Paris, 13th District
Paris, 13th District
  • Director: Jacques Audiard
  • Writer: Jacques Audiard, Céline Sciamma, Léa Mysius
  • Stars: Lucie Zhang, Makita Samba, Noémie Merlant, Jehnny Beth
  • Release Date: April 15, 2022 (IFC Films)

Paris, 13th District Trailer


Paris, 13th District is a melancholy yet tender-hearted exploration of millennial romance that captures the luminescent cityscape of Paris through an honest, loving gaze. The film, directed by Jacques Audiard and co-written by Audiard, Céline Sciamma, and Léa Mysius, follows a series of love affairs that are both fleeting and predestined that take place among a group of young adults who live in the city’s titular arrondissement. It is true that the film’s original French title is Les Olympiades, which refers to the twelve buildings that serve as a commercial and residential hub in the treizième district of Paris. Following the plot of several different comic books by the American cartoonist Adrian Tomine, the film’s various narrative strands intersect and diverge with purpose, effectively mapping the often illogical trajectory of falling in and out of love. Despite the fact that Paris, 13th District is exquisitely shot and superbly performed, certain segments of the film feel more fleshed out than others, particularly because of one couple’s inimitable kinetic connection.

During the opening credits, Émilie (Lucie Zhang) is seen naked on a couch, singing drunkenly into a karaoke microphone, and anticipating the embrace of her lover Camille (James Franco) (Makita Samba). Their demeanor is playful and sweet, and they are caressing each other with a sense of contentment that fills them. This is where their love story begins, but the film quickly informs us that this is not where their love story begins—rather, this is how it plays out in the present, with the film bringing us back to demonstrate how “it began like this.” Émilie, who works as a sales representative for a phone company and lives in one of the aforementioned Olympiades buildings in an apartment that was once owned by her grandmother, feels lost and uninspired. She is desperate for a roommate in order to pay the rent, and she is initially receptive when Camille shows up in person to answer her ad for a roommate.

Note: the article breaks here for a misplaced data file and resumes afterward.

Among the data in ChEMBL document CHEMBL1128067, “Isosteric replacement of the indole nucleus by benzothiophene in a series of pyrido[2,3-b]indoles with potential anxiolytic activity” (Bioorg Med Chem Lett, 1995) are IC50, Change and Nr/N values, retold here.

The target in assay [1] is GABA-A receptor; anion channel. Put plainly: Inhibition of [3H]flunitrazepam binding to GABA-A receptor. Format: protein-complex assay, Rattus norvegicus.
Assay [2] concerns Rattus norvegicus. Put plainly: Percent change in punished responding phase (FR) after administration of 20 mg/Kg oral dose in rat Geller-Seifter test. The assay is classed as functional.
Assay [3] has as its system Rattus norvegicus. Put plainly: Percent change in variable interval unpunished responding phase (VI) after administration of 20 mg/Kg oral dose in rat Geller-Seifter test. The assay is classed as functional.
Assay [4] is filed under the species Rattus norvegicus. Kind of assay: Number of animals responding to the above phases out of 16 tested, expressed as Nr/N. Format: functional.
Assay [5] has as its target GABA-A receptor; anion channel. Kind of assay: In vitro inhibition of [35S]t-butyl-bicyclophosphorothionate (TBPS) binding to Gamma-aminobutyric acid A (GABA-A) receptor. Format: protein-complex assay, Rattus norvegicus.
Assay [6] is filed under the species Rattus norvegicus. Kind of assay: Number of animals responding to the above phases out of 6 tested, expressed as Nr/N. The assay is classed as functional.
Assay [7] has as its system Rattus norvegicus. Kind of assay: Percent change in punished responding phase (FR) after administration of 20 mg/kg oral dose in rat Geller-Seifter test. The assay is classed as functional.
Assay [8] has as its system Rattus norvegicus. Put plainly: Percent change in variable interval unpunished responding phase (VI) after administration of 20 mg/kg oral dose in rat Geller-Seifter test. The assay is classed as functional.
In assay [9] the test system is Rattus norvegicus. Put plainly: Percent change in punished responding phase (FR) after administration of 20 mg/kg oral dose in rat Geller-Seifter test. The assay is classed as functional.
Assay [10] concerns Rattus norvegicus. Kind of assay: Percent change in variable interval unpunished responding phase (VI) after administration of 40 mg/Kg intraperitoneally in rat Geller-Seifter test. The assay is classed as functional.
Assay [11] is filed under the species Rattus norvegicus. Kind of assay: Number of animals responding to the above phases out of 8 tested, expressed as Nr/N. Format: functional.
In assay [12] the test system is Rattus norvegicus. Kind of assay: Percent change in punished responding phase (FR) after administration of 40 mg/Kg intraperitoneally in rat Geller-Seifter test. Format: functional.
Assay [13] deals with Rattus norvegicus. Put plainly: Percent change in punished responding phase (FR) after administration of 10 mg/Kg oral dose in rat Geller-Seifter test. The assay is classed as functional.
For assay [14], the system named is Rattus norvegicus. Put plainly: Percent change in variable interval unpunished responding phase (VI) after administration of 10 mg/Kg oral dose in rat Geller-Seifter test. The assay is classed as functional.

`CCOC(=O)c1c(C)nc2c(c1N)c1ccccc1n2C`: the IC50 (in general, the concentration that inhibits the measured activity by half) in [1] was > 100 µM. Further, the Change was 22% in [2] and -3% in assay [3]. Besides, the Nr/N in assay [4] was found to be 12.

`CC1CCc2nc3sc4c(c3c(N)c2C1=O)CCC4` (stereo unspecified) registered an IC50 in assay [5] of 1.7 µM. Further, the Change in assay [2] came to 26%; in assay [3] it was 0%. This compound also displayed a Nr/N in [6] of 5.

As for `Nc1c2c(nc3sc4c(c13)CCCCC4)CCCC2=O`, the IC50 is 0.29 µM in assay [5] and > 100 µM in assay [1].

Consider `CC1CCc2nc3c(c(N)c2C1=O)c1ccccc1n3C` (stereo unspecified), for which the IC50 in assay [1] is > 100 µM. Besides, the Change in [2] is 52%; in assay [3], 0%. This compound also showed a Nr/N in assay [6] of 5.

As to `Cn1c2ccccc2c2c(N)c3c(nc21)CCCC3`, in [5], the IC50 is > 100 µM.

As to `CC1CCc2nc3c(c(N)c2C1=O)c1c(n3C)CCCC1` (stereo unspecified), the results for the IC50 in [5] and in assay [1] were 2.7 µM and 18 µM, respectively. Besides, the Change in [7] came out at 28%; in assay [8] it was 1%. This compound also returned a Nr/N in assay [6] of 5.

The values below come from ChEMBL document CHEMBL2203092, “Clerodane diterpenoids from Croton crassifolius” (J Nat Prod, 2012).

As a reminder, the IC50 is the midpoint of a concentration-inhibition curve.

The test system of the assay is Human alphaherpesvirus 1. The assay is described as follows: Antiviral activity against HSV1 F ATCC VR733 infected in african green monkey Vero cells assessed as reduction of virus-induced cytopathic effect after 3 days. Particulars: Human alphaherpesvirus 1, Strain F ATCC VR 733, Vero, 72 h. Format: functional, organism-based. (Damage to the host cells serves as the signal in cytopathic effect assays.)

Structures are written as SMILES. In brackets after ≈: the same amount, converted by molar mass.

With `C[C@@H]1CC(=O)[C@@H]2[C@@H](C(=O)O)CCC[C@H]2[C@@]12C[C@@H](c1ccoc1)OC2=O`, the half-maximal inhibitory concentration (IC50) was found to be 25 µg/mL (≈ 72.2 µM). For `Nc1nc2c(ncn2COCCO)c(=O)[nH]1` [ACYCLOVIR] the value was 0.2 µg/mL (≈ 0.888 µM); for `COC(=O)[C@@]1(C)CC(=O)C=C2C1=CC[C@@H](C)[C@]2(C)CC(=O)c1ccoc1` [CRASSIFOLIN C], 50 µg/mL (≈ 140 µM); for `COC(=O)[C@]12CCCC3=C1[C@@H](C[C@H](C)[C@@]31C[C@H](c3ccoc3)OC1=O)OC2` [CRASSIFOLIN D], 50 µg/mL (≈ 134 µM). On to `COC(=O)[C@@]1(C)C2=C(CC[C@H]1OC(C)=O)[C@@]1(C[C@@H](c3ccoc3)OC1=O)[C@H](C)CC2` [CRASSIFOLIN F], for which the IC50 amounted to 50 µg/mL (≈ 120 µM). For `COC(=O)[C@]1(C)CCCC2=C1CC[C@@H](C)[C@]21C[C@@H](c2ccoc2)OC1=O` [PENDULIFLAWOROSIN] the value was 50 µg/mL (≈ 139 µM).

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Although she had intended to share the space with a female co-inhabitant, Émilie is persuaded by their undeniable sexual chemistry to give him the room. Having Camille, who is simultaneously working on his doctorate and teaching at a nearby school, is incredibly convenient. In reality, the pair’s arrangement as roommates with benefits quickly devolves into a one-sided hook-up, and they are forced to part ways. “I’m sure you’ll miss me,” one of them says before they part ways. Camille meets Nora (Noémie Merlant), a former law student who dropped out in the middle of her degree to avoid a cruel rumor. A few months later, Camille marries Nora. After meeting through Camille’s friend, they both end up working for the same real estate company that is in desperate need of revitalization. Nora, on the other hand, was a top seller at her uncle’s agency in Bordeaux, and she is able to quickly restore order to the workplace. Having fallen in love with her business acumen and commanding intelligence, Camille begins to have casual relations with Nora, though she keeps him at arm’s length. Because, after all, she is receiving all of the emotional fulfillment she requires from a newfound friendship with a cam girl named Amber Sweet (Jehnny Beth), which is becoming less transactional and more mutually invested as their nightly chats progress.